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Pregnancy Bliss | Reproductive Health Hub


Are congenital abnormalities more common in breech-presenting babies?
Yes. In any cases where the fetus remains persistently breech without an obvious explanation, an ultrasound scan is performed, to search for possible congenital abnormalities as a potential explanation for the presentation, among other things.
The overall rate of major congenital abnormalities among newborns is around 3%. Among breech-presenting babies, the figure is 10 -12%. This is one of the main reasons why death and illness just before or after the birth (whatever the mode of delivery) is significantly higher among breech babies than in those presenting with head first.



Breech: Options available to the mother
Is there any alternative to breech vaginal delivery and caesarean section?
Yes, there is a third alternative and that is ‘external cephalic version’ (ECV).


What is external cephalic version?
External cephalic version (ECV) is where a manoeuvre is performed to turn the baby inside the womb from breech to cephalic presentation (head first). An experienced doctor in hospital performs this man­oeuvre usually after thirty-six weeks of gestation. It lasts about five to ten minutes and has a success rate of about 50 per cent.
The manipulation is performed only in the absence of contraindications such as:

Multiple pregnancy

Previous multiple caesarean sections

Vaginal bleeding

Low lying placenta (placenta praevia)

Pre-eclampsia or any hypertensive disease

Intrauterine growth restriction (IUGR).

The presence of any one of these precludes use of this manoeuvre.

Is ECV painful?
No, External Cephalic Version (ECV) should not be. Most practitioners use an injection of a drug to relax the womb to facilitate manipulation. The manipulation may cause discomfort but is not painful. Generally, if it is to succeed, it happens very quickly before you are aware of what is happening. Most experienced practitioners will tell you that, if it hasn't worked in the first three to four minutes, it is unlikely to do so, and hence most will give up at this stage.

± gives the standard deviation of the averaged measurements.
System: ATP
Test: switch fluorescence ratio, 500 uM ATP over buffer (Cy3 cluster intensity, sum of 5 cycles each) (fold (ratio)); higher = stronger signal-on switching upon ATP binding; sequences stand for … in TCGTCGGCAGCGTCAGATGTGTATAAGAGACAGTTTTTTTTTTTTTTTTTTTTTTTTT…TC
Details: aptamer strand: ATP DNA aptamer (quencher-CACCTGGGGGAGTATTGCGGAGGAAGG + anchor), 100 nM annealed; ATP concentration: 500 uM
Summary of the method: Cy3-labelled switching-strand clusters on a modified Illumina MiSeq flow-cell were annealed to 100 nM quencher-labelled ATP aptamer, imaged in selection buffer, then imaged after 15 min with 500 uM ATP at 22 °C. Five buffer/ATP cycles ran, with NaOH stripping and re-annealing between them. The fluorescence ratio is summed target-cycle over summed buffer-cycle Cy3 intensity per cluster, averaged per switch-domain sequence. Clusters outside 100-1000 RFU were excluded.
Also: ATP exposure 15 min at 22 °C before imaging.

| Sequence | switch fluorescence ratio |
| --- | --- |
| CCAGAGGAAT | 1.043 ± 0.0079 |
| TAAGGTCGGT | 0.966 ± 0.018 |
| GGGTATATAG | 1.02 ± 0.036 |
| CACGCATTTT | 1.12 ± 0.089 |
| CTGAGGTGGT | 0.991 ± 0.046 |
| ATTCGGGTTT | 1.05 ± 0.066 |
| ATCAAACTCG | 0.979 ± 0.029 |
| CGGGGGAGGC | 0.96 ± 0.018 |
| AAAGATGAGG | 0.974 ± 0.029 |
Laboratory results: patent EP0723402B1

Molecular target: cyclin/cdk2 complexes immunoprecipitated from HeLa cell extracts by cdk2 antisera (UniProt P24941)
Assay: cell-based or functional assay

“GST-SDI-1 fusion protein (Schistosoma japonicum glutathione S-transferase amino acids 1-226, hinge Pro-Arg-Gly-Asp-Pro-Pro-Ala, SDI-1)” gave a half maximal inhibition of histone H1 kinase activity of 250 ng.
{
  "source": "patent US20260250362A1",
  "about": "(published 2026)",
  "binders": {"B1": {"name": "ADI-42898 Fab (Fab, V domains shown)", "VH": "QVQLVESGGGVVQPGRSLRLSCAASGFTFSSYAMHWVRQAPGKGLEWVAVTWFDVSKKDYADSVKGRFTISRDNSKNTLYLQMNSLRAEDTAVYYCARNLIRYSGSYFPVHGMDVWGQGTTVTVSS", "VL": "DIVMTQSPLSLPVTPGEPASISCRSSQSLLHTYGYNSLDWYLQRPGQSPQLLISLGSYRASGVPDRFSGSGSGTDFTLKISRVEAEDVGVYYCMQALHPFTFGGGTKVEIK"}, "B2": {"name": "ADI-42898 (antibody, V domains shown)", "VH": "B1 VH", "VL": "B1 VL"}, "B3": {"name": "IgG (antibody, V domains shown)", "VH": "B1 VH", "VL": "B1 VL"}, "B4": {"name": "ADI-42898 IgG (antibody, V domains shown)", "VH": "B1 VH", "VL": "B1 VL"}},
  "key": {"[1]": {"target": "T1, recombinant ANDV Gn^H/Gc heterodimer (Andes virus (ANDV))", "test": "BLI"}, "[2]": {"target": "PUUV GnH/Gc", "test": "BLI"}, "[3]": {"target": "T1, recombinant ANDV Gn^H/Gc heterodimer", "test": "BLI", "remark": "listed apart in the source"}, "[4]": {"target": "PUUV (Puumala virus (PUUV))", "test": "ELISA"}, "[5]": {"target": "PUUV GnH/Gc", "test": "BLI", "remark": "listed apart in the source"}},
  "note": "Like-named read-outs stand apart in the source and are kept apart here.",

Can't this manoeuvre be performed under a general anaesthetic?
The majority opinion is that this is unwise, because it allows for the risk of trying too hard. The amount of discomfort that the woman feels is considered a useful safety factor. With a general anaesthetic, this will be abolished, potentially putting the fetus in peril in the process.


Is the ECV manoeuvre safe?
Very safe. It is estimated that fetal death as a result of ECV is about two or three per 1000. Even this is probably a gross over-estimation. The safety checks are both simple and effective. After every manipulation, whether it succeeds or fails, the baby is monitored for at least thirty minutes. If the manoeuvre has caused anything which could lead to fetal distress, this will be immediately apparent and the necessary action will be taken promptly.


©2002 McKesson Health Solutions, LLC

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